|Father Harvey: March with Jesus - Jul 8|
|2012 - News|
|Friday, 06 July 2012 14:46|
Page 1 of 2
“I want to suggest that the real challenge is not to march for God one Sunday a year or whenever a cause comes up. The Christian vocation, the religious vocation, is to march WITH God every day of your life. To march, to walk, to journey with Jesus in all the places where he wants to be in Trinidad and Tobago today, tomorrow, in this Jubilee year of our Republic.”
Acting Vicar General Fr Clyde Harvey issued that challenge last Sunday to the thousands who converged on the Queen’s Park Savannah in an ecumenical March for Jesus 2012.
Delivering the feature address, Fr Harvey said marches were usually associated with a cause but God was not a cause: “He is the first cause, the cause of all causes.”
He added, “We think of ourselves as being in war in which we march to win. Christian faith tells us that the victory has already been won in Jesus Christ.”
Fr Harvey, the Vicar for Clergy, touched on several national issues, including crime: “Crime is not only about fighting a war against. It is also about winning the peace WITH OUR YOUNG MEN when the only experience of peace they know is gambling, sex or playing a sport under the patronage of their gang leaders or drug dealers.”
He said in recent times, Christians and others have focused on the hot button issues of abortion and same-sex unions, issues which must be discussed “in a spirit of mutual respect”.
He asked: “What about the other critical issues which are destroying our land? What about the corruption that plagues us? Why do we always have to wait for some foreigner to come and ‘expose we business’, even as they take millions of our dollars to London and elsewhere?
Fr Harvey pleaded for understanding in the case of pregnant mother of nine Kezi Doughty, who has been sentenced to five months in jail for abandoning her children. Her lawyer has appealed the sentence. Fr Harvey said Christians must be willing to engage those in need or else risk being called hypocrites.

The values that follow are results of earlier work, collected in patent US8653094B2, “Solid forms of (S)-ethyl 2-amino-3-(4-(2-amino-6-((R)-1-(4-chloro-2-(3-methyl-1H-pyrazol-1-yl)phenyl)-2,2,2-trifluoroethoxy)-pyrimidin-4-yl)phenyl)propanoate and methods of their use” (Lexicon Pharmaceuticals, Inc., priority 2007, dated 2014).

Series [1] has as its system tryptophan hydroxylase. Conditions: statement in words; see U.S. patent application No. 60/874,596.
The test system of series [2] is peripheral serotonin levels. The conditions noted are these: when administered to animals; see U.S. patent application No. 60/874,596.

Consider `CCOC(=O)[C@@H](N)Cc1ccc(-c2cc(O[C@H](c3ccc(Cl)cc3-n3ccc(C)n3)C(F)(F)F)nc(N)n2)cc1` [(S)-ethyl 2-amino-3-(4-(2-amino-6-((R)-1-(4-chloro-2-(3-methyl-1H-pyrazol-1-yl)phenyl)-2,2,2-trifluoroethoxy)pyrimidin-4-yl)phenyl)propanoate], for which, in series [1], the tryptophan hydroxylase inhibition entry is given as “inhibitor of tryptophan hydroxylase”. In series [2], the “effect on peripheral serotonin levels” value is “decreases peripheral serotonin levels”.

“Who will march with Jesus into the lives of the mothers imprisoned because they failed as parents…. We put Kezi in a cell and think that we are solving the problems of her family. Surely we can do better.”
Deborah de Rosia, of Eternal Light Community, later announced that part of the collection would go towards helping Doughty’s children and others in need.
Fr Harvey urged Christians to march with Jesus, with God, into the Police Service – where good officers were trapped by the corruption around them; into hospitals to support young medical professionals who wanted to make a difference but were being victimised by the system; into schools to right the wrongs; and into churches, mosques and mandirs to find the right balance between prayer, praise and Spirit-inspired acts.
In closing, Fr Harvey spoke of the need for faith and courage: “March on, we will. March on, we must. We will never join the ranks of those who say T&T gone through. T&T ain’t gone through. T&T waiting for men and women of faith, courage and vision to WAKE UP. Wake up T&T!”
While the march ended at the Grand Stand, Queen’s Park Savannah, there were three starting points: the Croisée, San Juan; Morvant Junction; and Jean Pierre Complex.
The event was broadcast live over i95.5FM, with sound trucks transmitting the broadcast to marchers as they headed for the Savannah, where a 200-member choir and musicians conducted by Winson Garcia led the singing and prayers were offered for the nation.
The day’s programme was divided into segments: Invocation to the Holy Spirit, Cleansing, Warfare, Repentance and Healing, Mercy, and Outpouring.
Intercessory prayers were offered for family life, children, youth, the judiciary, parliamentarians, educational institutions, religious bodies, the protective services, for an end to crime and violence, for unity and racial harmony, and for the poor and homeless. Different archdiocesan groups and commissions led the prayers, joined by representatives from other churches and religious denominations, including the Anglican Church, Salvation Army, Methodist Church, and Muslim, Spiritual Baptist and Baha’i faiths.
Patron of the March, Archbishop Joseph Harris, sent greetings via a pre-recorded message played at the start of the walk. The archbishop returns tomorrow, Monday, after receiving his pallium from Pope Benedict XVI. (see pages 3&5)
Archbishop Harris said T&T seemed “to be going downhill” because of a lack of values and called for personal introspection. Citizens needed to “consciously decide to live the values that Jesus Christ brings,” he said, noting that these values were universal. “We all need to come together to build this nation…and place these values at the centre of our lives.”
The short programme at the Grand Stand ended with participants holding hands or locking arms while singing God Bless our Nation. – RS